Limiting Patent using TRIZ method, is it possible?

Sunday, March 12, 2006

I have discussed a little in my previous post, my worries that nano-divide will occur if nanotech design technologies are patented. Now I am trying to explain the categorization of "degree" of invention in order to value its importance. Presumably, if a degree of an invention can be identified, we will be able to set limitation of IPR protection toward the invention (I hope I am making myself clear with this, its rather difficult for me to say this in words, but the pictures are in my mind).
There is this theory called TRIZ, a Russian acronym for "Teoriya Resheniya Izobretatelskikh Zadatch" or “Theory of Inventive Problem Solving (TIPS.)” in English. The concept was developed by a Soviet patent specialist, Genrich Altshuller, while working with the erstwhile Soviet navy in the 1970s and 1980s.
As discussed in Rob Millard's blog, according to Altshuller, there are 5 characteristics of findings:

Level 1: Apparent Solution, is a routine problem solved by methods well understood in the field, and probably within the personal knowledge base of the innovator. Probability = 1:10 with 32% of patents fell into this category.

Level 2 : Minor Improvement, renders minor improvement to an existing system, by methods well understood within the field, usually with some compromise and typically utilizing knowledge that would have been available in the innovator’s organization. Probability= 1:100 with about 45% of patents fell into this category.

Level 3 : Major Improvement, constitute fundamental improvements to an existing system by methods from outside the field (i.e. not known within the field) with level 2 compromises and contradictions resolved, typically using knowledge from outside the organization but from elsewhere in the same field (or profession.) A “hit rate” of 1 winner per 1000 ideas is typical with about 18% of patents fell into this category.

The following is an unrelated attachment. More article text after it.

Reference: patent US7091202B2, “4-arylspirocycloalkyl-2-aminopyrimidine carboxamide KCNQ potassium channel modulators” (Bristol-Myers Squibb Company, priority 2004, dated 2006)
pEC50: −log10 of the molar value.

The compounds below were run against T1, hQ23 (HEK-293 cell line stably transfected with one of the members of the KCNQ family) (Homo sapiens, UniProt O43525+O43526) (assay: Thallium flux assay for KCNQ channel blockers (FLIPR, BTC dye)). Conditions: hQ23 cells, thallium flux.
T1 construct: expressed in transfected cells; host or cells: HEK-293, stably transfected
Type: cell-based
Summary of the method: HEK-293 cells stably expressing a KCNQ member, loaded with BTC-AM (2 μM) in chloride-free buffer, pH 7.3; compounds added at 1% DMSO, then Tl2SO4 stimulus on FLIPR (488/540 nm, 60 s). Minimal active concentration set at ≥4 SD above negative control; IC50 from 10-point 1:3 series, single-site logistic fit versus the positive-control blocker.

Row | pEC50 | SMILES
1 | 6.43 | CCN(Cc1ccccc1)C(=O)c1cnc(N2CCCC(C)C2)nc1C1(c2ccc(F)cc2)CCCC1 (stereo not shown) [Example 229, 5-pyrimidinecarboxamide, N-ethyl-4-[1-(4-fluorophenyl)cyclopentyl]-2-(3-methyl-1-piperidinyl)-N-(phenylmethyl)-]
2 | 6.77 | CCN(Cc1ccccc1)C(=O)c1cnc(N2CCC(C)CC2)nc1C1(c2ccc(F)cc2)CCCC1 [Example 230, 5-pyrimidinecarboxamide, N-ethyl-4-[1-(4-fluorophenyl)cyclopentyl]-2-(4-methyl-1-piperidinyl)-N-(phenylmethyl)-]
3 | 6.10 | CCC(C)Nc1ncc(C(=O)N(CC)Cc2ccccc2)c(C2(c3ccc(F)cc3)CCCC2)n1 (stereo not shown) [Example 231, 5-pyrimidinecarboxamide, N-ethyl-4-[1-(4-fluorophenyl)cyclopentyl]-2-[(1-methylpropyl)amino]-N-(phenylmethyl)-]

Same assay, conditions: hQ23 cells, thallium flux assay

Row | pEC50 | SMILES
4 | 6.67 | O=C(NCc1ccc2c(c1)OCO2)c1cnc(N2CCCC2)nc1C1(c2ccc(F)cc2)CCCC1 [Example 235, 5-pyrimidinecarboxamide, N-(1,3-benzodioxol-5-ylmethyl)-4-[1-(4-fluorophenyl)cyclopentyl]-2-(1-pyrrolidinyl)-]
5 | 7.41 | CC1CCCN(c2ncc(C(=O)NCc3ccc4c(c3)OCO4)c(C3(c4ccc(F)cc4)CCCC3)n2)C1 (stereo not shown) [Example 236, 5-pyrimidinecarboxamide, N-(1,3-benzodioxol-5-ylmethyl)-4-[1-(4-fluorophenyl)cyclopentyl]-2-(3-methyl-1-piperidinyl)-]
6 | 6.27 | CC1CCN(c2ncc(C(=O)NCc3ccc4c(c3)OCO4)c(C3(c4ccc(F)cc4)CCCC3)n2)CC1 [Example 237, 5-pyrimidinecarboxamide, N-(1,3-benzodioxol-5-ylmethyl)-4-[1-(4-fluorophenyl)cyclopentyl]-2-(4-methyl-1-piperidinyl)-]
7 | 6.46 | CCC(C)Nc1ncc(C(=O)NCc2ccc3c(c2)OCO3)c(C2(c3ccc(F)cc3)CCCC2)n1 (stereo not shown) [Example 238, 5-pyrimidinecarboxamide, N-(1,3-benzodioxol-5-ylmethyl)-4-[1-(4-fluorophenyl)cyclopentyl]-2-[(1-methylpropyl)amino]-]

Level 4 : New Concept, is a new generation solution using an entirely different and new principle to drive or perform the primary functions of the system. The solution is derived more from pure science or original knowledge than from technology or extrapolation of other applied knowledge. A “hit rate” of 1 winner per 100 000 ideas is typical. About 4% of patents fell into this category.

Level 5 : Pioneering Discovery, is a rare scientific discovery or a pioneering invention involving what is essentially and entirely new system. A “hit rate” of 1 winner per 1 million ideas is typical. About 1% of patents fell into this category.

Imagine what will happen if "Level 5" Nanotechnology designs are patented. Wouldn't that prevent the tech's own proliferation and development? My idea is, what if we just liberate any Nanotech design capability that can be categorized to Level 5?

What's interesting with Altshuller's categorization is that it attempts to explain degrees of innovation. I believe that there are other ways to explain an innovation's degree, not just through one dimenson such as Altshuller's but also through three or five dimensions. We can add "impacts" as the second dimension in addition to degree.

The current patenting standards and examinations are too rigid so I dont think that it can be used in the post MNT societies. I would strongly suggest that lawyers, inventors and psychologist work together to find new ways in examining patents in order to reform the current patent mechanisms.

Email me (movanet@yahoo.com) or leave a comment here if you are interested in exploring further. I like psychology a lot, although I am a lawyer ;)

Mohamad Mova Al 'Afghani

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